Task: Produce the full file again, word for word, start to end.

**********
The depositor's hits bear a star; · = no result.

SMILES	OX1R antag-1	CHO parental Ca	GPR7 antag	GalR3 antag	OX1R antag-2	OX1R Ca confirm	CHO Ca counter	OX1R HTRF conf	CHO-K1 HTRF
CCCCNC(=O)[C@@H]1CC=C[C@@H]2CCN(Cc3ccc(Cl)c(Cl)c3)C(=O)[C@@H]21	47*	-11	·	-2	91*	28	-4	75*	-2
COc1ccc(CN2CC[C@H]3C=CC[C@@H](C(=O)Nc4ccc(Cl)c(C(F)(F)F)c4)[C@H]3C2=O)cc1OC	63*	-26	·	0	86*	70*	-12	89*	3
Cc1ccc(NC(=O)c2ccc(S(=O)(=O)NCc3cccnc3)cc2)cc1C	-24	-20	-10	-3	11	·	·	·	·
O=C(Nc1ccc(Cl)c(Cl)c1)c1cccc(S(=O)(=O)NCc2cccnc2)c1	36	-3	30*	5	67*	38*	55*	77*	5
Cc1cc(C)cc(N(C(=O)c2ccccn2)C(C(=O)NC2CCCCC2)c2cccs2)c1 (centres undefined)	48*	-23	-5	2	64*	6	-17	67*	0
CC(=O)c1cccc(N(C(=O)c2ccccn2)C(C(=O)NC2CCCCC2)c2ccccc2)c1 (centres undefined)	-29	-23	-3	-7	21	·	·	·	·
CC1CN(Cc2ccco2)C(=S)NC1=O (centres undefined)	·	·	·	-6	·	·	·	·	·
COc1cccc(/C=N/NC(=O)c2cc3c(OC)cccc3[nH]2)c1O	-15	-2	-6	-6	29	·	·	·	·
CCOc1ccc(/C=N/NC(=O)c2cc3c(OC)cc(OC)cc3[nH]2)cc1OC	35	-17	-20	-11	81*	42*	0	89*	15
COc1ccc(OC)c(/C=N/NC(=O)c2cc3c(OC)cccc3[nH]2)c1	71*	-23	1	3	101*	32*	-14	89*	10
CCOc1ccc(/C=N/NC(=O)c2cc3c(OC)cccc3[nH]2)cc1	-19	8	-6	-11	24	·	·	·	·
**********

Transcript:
The depositor's hits bear a star; · = no result.

SMILES	OX1R antag-1	CHO parental Ca	GPR7 antag	GalR3 antag	OX1R antag-2	OX1R Ca confirm	CHO Ca counter	OX1R HTRF conf	CHO-K1 HTRF
CCCCNC(=O)[C@@H]1CC=C[C@@H]2CCN(Cc3ccc(Cl)c(Cl)c3)C(=O)[C@@H]21	47*	-11	·	-2	91*	28	-4	75*	-2
COc1ccc(CN2CC[C@H]3C=CC[C@@H](C(=O)Nc4ccc(Cl)c(C(F)(F)F)c4)[C@H]3C2=O)cc1OC	63*	-26	·	0	86*	70*	-12	89*	3
Cc1ccc(NC(=O)c2ccc(S(=O)(=O)NCc3cccnc3)cc2)cc1C	-24	-20	-10	-3	11	·	·	·	·
O=C(Nc1ccc(Cl)c(Cl)c1)c1cccc(S(=O)(=O)NCc2cccnc2)c1	36	-3	30*	5	67*	38*	55*	77*	5
Cc1cc(C)cc(N(C(=O)c2ccccn2)C(C(=O)NC2CCCCC2)c2cccs2)c1 (centres undefined)	48*	-23	-5	2	64*	6	-17	67*	0
CC(=O)c1cccc(N(C(=O)c2ccccn2)C(C(=O)NC2CCCCC2)c2ccccc2)c1 (centres undefined)	-29	-23	-3	-7	21	·	·	·	·
CC1CN(Cc2ccco2)C(=S)NC1=O (centres undefined)	·	·	·	-6	·	·	·	·	·
COc1cccc(/C=N/NC(=O)c2cc3c(OC)cccc3[nH]2)c1O	-15	-2	-6	-6	29	·	·	·	·
CCOc1ccc(/C=N/NC(=O)c2cc3c(OC)cc(OC)cc3[nH]2)cc1OC	35	-17	-20	-11	81*	42*	0	89*	15
COc1ccc(OC)c(/C=N/NC(=O)c2cc3c(OC)cccc3[nH]2)c1	71*	-23	1	3	101*	32*	-14	89*	10
CCOc1ccc(/C=N/NC(=O)c2cc3c(OC)cccc3[nH]2)cc1	-19	8	-6	-11	24	·	·	·	·